Margaret Hamilton is the Apollo Space Program computer scientist featured in one of the murals on the Noisebridge walls.
Margaret Heafield Hamilton (born August 17, 1936) is a computer scientist, systems engineer, and business owner. She was Director of the Software Engineering Division of the MIT Instrumentation Laboratory, which developed on-board flight software for the Apollo space program.
In 1986, she became the founder and CEO of Hamilton Technologies, Inc. in Cambridge, Massachusetts. The company was developed around the Universal Systems Language based on her paradigm of Development Before the Fact (DBTF) for systems and software design.
Hamilton has published over 130 papers, proceedings, and reports concerned with the 60 projects and six major programs in which she has been involved.
"Due to an error in the checklist manual, the rendezvous radar switch was placed in the wrong position. This caused it to send erroneous signals to the computer.
The result was that the computer was being asked to perform all of its normal functions for landing while receiving an extra load of spurious data which used up 15% of its time. The computer (or rather the software in it) was smart enough to recognize that it was being asked to perform more tasks than it should be performing.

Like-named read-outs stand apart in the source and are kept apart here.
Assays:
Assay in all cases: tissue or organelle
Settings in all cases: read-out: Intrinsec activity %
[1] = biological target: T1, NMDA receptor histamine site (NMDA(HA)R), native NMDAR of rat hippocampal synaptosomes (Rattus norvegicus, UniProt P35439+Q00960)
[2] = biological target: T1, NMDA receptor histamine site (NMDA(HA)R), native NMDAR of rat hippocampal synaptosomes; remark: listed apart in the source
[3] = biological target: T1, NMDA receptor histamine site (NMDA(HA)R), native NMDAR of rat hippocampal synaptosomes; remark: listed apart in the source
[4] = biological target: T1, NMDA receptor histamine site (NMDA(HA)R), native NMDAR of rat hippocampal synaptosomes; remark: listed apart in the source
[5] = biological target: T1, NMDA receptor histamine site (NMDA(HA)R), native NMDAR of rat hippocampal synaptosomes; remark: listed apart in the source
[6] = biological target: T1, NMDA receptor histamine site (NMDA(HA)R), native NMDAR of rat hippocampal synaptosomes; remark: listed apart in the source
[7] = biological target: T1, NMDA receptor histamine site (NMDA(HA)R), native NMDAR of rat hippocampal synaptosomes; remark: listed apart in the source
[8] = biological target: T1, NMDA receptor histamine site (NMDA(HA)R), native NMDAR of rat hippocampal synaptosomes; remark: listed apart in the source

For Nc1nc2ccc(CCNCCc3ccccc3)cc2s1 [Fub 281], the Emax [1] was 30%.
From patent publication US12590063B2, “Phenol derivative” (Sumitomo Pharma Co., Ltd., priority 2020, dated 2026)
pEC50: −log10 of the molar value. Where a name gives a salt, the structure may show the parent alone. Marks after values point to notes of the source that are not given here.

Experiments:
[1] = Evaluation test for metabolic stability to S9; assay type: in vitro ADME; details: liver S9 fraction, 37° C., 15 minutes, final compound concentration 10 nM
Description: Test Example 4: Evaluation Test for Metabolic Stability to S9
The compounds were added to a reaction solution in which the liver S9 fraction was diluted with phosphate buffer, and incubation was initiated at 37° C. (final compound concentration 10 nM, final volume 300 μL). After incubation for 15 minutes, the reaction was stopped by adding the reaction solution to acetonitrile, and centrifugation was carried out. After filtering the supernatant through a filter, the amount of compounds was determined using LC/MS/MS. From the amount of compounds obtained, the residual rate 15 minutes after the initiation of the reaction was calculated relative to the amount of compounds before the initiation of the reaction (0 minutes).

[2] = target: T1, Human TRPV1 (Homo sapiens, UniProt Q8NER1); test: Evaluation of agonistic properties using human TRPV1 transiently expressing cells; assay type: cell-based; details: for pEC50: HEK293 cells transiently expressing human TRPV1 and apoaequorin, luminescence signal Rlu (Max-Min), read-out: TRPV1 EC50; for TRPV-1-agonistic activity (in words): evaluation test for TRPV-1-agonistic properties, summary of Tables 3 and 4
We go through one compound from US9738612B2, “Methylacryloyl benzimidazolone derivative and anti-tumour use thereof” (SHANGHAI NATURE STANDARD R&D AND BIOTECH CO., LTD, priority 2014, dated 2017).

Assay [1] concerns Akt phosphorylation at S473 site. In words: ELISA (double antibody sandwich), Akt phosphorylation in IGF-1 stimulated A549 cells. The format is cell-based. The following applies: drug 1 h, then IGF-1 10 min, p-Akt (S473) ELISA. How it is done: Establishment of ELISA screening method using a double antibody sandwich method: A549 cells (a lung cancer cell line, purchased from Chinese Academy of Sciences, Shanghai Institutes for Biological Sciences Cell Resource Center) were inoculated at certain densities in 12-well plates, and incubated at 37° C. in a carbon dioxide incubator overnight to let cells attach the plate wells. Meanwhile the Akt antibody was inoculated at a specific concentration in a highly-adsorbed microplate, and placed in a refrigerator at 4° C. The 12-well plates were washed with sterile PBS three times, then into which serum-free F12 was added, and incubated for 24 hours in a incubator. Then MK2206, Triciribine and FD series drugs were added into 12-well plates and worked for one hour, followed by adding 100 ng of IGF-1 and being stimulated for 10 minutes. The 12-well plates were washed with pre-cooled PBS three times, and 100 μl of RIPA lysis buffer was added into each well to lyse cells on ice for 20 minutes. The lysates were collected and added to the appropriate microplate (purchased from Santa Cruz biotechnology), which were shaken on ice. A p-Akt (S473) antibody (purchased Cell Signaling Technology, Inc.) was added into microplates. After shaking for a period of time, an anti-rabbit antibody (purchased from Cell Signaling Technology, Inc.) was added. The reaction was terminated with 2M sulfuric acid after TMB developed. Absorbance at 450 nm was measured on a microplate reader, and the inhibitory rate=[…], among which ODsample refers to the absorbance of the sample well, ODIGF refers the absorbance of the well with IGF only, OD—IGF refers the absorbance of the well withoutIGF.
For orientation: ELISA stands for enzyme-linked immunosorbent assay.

It then sent out an alarm, which meant to the astronaut, I'm overloaded with more tasks than I should be doing at this time and I'm going to keep only the more important tasks; i.e., the ones needed for landing ...
Actually, the computer was programmed to do more than recognize error conditions. A complete set of recovery programs was incorporated into the software. The software's action, in this case, was to eliminate lower priority tasks and re-establish the more important ones ... If the computer hadn't recognized this problem and taken recovery action, I doubt if Apollo 11 would have been the successful moon landing it was."
— Margaret Hamilton, Director of Apollo Flight Computer Programming MIT Draper Laboratory, Cambridge, Massachusetts, "Computer Got Loaded", Letter to Datamation, March 1, 1971
Hamilton popularized the term "software engineering", coined first by Anthony Oettinger. In this field she was one of those who developed the concepts of asynchronous software, priority scheduling, end-to-end testing, and human-in-the-loop decision capability, such as priority displays which then became the foundation for ultra reliable software design.